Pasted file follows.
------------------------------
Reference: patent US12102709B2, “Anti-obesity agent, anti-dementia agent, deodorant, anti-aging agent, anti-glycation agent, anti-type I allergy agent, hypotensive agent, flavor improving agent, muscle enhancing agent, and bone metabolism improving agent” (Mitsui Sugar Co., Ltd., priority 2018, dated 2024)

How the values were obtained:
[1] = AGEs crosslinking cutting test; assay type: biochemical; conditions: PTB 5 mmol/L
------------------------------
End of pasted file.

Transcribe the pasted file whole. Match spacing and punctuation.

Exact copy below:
Reference: patent US12102709B2, “Anti-obesity agent, anti-dementia agent, deodorant, anti-aging agent, anti-glycation agent, anti-type I allergy agent, hypotensive agent, flavor improving agent, muscle enhancing agent, and bone metabolism improving agent” (Mitsui Sugar Co., Ltd., priority 2018, dated 2024)

How the values were obtained:
[1] = AGEs crosslinking cutting test; assay type: biochemical; conditions: PTB 5 mmol/L